ORLANDO, Fla. – Adam LaRoche ambled toward his cart and clubs Saturday morning, ready to hit the driving range at Davey Johnson’s charity golf tournament. Sitting in his own cart, Johnson spotted LaRoche and saw a chance to continue his winter-long recruiting spiel. “Is your hand cramped up?” Johnson asked. He meant from signing a contract with the Nationals.
LaRoche had not reached that point. But he had spent the previous night at a pre-tournament party talking about his future with Nationals General Manager Mike Rizzo. LaRoche and Rizzo shared an amicable, open conversation that lasted 30 or 40 minutes, LaRoche said, a meeting that allowed both parties to lay out their stances on LaRoche re-signing with the Nationals as a free agent.
The Nationals want LaRoche to come back, and LaRoche wants to stay in Washington. The sides did not necessarily move any closer to making that immediately happen, though. Rizzo explained to LaRoche why the Nationals want to re-sign to a two-year deal. LaRoche outlined why he believes his Silver Slugger and Gold Glove season should net him a three-year deal. Both LaRoche and Rizzo will move forward with a full understanding of where the other stands.
“To be honest, it’s a years thing now,” LaRoche said. “I think they’re really wanting to stick to two years. I’m trying to talk them into lengthening that. To be honest, probably just one year. I’m not looking for four or five. I understand I’m 33 years old.
“I can’t say it moved forward. We understand each other a lot more now. I think he understands where I’m coming from. He understands I want to be there, kind of my argument for three years not being unreasonable. So, I don’t know.”
Rizzo explained to LaRoche why he wanted to cap the Nationals’ offer at two years. The Nationals will have a clogged infield once top prospect Anthony Rendon arrives. They will also have to make significant financial commitments in upcoming years to Bryce Harper, Stephen Strasburg and a bevy of other homegrown players.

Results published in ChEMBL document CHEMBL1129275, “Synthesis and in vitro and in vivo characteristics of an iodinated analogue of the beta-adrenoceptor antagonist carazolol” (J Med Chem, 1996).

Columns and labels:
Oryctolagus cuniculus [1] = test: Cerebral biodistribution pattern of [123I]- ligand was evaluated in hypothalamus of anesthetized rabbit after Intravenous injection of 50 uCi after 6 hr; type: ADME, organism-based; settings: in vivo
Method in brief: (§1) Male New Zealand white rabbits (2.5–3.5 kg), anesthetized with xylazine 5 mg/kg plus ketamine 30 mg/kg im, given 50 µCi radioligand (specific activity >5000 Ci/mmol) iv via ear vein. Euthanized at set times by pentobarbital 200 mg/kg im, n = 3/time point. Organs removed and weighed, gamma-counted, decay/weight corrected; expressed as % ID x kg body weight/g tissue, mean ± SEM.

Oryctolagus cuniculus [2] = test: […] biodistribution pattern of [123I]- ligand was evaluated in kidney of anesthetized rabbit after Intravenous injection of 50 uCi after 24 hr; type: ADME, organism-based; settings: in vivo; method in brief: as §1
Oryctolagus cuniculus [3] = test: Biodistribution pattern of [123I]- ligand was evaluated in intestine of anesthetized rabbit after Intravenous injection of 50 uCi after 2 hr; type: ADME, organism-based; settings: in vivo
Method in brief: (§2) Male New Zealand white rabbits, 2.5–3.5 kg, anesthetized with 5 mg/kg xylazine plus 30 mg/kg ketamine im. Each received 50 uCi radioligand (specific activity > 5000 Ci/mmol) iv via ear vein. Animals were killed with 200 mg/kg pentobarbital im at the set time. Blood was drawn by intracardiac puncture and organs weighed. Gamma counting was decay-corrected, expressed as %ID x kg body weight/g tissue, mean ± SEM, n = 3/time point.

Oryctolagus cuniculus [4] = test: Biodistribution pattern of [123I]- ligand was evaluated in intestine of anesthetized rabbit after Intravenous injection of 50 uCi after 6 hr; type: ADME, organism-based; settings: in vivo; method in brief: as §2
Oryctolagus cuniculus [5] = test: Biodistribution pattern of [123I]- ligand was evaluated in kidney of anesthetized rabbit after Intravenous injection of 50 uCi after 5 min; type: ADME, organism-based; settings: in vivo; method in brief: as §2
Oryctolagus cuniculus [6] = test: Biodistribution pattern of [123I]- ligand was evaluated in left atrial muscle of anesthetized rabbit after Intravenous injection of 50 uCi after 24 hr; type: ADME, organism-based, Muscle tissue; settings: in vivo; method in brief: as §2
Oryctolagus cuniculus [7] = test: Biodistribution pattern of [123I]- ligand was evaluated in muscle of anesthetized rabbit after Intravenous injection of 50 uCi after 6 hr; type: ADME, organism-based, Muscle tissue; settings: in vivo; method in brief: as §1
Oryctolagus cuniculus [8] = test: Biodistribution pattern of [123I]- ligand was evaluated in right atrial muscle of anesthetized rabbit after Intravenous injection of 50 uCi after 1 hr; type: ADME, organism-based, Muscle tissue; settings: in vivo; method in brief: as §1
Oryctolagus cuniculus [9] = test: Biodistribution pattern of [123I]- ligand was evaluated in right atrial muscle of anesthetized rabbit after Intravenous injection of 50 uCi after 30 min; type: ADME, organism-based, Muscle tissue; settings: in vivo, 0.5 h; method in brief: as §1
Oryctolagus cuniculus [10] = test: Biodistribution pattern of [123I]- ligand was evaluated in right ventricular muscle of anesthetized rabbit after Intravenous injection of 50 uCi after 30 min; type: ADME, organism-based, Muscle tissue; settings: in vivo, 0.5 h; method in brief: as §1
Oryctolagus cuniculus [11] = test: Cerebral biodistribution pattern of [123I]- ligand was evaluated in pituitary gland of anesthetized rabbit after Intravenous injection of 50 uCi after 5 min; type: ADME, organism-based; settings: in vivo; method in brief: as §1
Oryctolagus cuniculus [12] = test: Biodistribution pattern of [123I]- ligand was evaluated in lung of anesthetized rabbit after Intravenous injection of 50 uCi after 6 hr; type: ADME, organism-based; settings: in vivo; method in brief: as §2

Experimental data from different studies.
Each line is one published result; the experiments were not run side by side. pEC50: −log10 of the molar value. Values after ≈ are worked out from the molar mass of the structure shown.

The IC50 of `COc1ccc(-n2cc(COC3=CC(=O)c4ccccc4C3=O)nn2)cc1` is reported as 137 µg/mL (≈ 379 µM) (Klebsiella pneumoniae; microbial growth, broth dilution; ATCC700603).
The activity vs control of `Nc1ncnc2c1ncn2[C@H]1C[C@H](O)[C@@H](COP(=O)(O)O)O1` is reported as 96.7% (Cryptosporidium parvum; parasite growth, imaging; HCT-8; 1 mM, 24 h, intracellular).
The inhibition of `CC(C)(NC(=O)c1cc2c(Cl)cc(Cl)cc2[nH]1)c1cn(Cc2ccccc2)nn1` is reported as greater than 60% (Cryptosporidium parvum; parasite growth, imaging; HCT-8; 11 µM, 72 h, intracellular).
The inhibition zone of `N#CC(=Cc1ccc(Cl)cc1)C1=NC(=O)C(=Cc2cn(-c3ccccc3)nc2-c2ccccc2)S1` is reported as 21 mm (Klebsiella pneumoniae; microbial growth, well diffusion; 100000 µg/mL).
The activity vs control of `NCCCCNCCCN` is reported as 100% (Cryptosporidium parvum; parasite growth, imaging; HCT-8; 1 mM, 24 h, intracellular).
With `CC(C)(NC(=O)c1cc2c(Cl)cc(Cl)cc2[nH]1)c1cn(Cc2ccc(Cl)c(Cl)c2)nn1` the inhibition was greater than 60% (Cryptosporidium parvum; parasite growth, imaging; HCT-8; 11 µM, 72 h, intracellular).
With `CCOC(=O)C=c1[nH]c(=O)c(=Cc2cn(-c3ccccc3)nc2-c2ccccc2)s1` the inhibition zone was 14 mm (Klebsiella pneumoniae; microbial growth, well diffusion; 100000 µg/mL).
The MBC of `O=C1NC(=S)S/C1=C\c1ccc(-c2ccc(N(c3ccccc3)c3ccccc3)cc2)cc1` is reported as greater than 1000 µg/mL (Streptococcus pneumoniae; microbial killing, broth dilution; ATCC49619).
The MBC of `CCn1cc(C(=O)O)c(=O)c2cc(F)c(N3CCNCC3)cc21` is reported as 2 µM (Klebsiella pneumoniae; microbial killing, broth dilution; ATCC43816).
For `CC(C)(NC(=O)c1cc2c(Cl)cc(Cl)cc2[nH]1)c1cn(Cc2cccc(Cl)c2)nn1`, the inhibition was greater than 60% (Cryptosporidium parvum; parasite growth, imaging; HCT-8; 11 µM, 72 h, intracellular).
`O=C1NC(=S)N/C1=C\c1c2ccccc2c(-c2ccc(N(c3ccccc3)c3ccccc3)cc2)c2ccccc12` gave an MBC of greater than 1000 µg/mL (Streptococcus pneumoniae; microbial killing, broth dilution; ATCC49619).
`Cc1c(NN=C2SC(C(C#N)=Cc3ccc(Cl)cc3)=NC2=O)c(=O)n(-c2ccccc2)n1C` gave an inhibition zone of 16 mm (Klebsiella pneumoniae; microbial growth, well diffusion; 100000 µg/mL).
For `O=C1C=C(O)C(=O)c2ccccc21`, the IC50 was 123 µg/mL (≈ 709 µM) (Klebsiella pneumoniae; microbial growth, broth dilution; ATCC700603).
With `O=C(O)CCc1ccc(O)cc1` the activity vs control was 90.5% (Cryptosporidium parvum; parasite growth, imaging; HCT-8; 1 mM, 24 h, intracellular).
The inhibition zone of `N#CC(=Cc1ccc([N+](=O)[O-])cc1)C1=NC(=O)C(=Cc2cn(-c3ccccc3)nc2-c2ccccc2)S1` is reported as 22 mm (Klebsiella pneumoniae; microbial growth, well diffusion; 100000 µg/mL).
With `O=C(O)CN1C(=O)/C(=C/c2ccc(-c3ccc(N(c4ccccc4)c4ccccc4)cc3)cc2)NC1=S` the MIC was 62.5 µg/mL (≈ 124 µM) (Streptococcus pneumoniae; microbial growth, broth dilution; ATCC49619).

LaRoche requested the meeting “to make sure nothing got lost in translation” between Rizzo and his agent, Mike Milchin of the SFX agency. LaRoche typically steers way clear of negotiation, preferring to spend his winter with his cell phone off and a hunting bow in his hands. But with Rizzo, he felt comfortable with a face-to-face meeting.
“It was great,” LaRoche said. “It’s cool with Rizz. I think we can both open up and be really honest and not have to play the game of keeping everything close to the vest. I think we’re both a little bit past that. I’ve got too much respect for him to try to B.S. him through this, and I think he’s the same way.”
They left the meeting, LaRoche said, with the understanding that nothing had to be settled quickly. “I don’t think they’re going anywhere,” LaRoche said. “He didn’t say, hey, you got a week to do this or you’re out of the equation. Which is good. We continue to plug away at it and see if anything changes.”
The Nationals gave themselves options in regard to LaRoche when they traded Thursday for center fielder Denard Span. If LaRoche signs elsewhere, the Nationals can shift Michael Morse from left field – now occupied by Bryce Harper or Jayson Werth – to first base. If the re-sign LaRoche, they can trade Morse. They could even trade Morse, anyway, and give first base to rookie Tyler Moore.